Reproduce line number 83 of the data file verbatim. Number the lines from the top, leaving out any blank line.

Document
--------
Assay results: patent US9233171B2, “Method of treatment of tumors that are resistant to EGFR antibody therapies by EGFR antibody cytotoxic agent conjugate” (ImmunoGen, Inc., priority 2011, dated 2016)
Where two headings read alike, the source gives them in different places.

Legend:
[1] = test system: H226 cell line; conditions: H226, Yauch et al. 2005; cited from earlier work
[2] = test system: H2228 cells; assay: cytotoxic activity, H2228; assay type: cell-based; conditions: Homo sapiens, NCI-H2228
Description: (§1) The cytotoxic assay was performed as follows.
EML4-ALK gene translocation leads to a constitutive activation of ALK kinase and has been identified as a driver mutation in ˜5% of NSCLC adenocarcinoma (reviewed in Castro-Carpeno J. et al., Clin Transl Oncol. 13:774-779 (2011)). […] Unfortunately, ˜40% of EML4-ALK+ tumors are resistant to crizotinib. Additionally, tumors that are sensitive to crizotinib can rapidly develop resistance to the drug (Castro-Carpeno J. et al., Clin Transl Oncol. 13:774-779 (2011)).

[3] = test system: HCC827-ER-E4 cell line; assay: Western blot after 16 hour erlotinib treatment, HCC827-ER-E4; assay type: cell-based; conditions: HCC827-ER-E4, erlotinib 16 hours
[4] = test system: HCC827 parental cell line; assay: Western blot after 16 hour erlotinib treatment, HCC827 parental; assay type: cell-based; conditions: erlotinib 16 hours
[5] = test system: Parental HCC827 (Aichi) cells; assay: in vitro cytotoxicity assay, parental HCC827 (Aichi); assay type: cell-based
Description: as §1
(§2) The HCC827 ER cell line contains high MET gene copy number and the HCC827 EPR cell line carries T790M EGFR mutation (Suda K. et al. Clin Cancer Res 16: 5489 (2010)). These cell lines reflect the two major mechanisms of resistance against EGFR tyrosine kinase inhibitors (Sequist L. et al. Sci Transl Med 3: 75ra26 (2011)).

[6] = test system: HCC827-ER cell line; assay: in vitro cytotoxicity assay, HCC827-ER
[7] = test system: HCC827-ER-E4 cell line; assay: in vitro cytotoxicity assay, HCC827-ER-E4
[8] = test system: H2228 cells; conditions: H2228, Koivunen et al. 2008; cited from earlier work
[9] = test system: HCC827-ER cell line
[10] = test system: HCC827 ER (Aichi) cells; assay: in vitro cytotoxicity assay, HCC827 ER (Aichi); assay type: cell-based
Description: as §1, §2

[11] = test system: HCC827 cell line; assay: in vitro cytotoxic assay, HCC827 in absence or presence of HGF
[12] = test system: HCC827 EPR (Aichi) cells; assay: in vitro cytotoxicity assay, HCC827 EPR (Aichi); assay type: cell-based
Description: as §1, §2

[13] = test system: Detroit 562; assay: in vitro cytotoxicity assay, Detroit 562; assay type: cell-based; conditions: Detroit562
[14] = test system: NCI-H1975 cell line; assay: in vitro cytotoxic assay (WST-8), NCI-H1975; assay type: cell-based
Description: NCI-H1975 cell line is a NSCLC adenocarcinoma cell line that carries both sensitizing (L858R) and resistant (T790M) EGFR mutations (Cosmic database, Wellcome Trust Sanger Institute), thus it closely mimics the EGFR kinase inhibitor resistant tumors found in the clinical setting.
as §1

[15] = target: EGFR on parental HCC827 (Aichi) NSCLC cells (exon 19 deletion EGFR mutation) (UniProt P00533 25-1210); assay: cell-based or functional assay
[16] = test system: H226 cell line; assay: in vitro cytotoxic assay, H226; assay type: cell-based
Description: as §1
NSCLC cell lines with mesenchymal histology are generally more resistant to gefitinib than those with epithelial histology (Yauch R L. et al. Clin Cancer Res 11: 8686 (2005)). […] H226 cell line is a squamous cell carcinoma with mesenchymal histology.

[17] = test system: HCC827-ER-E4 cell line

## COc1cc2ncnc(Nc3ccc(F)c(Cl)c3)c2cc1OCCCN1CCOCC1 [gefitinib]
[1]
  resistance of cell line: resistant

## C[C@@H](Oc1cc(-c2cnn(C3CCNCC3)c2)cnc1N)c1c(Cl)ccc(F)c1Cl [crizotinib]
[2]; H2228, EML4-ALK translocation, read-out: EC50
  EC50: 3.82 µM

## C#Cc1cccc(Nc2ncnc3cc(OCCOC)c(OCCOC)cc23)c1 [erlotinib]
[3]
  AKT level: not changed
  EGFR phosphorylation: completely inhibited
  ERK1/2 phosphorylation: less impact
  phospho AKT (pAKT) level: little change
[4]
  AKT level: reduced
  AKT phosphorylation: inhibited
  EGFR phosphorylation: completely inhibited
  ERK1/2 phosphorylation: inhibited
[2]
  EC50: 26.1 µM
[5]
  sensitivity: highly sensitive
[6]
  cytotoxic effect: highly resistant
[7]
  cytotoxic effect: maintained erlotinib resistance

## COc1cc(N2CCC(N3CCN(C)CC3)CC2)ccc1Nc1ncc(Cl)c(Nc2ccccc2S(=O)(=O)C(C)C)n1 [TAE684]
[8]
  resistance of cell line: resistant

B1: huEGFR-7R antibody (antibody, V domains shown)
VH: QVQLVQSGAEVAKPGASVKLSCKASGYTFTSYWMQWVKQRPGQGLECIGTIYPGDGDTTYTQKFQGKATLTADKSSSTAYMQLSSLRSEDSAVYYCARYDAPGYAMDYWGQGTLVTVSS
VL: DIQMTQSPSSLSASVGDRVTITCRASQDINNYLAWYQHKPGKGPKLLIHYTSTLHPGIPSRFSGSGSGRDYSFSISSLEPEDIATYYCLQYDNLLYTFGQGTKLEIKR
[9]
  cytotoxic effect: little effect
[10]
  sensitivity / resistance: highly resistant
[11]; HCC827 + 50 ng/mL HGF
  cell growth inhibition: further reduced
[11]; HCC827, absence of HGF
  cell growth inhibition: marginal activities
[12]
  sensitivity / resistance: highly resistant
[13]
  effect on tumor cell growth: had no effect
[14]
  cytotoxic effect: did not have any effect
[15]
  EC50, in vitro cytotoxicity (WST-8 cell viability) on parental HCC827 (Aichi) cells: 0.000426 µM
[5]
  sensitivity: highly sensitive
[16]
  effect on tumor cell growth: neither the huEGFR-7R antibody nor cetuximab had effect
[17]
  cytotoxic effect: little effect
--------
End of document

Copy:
  cytotoxic effect: little effect